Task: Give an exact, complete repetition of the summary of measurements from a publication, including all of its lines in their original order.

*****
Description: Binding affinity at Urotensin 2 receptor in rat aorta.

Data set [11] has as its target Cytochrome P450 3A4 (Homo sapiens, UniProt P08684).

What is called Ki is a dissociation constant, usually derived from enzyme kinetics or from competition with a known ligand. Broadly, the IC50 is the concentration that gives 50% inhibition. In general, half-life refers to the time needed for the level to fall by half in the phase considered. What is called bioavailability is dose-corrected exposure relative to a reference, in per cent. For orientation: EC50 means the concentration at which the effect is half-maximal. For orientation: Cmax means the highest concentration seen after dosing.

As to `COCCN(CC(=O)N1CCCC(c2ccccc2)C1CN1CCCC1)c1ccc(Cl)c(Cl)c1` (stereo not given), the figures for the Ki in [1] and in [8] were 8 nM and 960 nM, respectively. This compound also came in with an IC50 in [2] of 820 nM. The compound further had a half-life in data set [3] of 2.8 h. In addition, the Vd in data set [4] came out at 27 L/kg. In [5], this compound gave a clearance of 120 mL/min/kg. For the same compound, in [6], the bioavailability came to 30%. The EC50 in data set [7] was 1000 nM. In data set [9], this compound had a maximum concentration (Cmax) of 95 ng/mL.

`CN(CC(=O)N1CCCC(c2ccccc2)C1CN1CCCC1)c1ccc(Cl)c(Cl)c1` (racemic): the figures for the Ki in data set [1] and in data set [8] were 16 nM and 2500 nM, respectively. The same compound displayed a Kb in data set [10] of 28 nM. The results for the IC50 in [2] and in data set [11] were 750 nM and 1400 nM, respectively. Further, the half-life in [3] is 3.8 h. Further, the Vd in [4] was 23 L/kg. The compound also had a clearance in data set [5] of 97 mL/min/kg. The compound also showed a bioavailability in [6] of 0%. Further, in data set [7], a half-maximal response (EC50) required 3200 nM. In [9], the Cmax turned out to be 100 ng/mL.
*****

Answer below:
Description: Binding affinity at Urotensin 2 receptor in rat aorta.

Data set [11] has as its target Cytochrome P450 3A4 (Homo sapiens, UniProt P08684).

What is called Ki is a dissociation constant, usually derived from enzyme kinetics or from competition with a known ligand. Broadly, the IC50 is the concentration that gives 50% inhibition. In general, half-life refers to the time needed for the level to fall by half in the phase considered. What is called bioavailability is dose-corrected exposure relative to a reference, in per cent. For orientation: EC50 means the concentration at which the effect is half-maximal. For orientation: Cmax means the highest concentration seen after dosing.

As to `COCCN(CC(=O)N1CCCC(c2ccccc2)C1CN1CCCC1)c1ccc(Cl)c(Cl)c1` (stereo not given), the figures for the Ki in [1] and in [8] were 8 nM and 960 nM, respectively. This compound also came in with an IC50 in [2] of 820 nM. The compound further had a half-life in data set [3] of 2.8 h. In addition, the Vd in data set [4] came out at 27 L/kg. In [5], this compound gave a clearance of 120 mL/min/kg. For the same compound, in [6], the bioavailability came to 30%. The EC50 in data set [7] was 1000 nM. In data set [9], this compound had a maximum concentration (Cmax) of 95 ng/mL.

`CN(CC(=O)N1CCCC(c2ccccc2)C1CN1CCCC1)c1ccc(Cl)c(Cl)c1` (racemic): the figures for the Ki in data set [1] and in data set [8] were 16 nM and 2500 nM, respectively. The same compound displayed a Kb in data set [10] of 28 nM. The results for the IC50 in [2] and in data set [11] were 750 nM and 1400 nM, respectively. Further, the half-life in [3] is 3.8 h. Further, the Vd in [4] was 23 L/kg. The compound also had a clearance in data set [5] of 97 mL/min/kg. The compound also showed a bioavailability in [6] of 0%. Further, in data set [7], a half-maximal response (EC50) required 3200 nM. In [9], the Cmax turned out to be 100 ng/mL.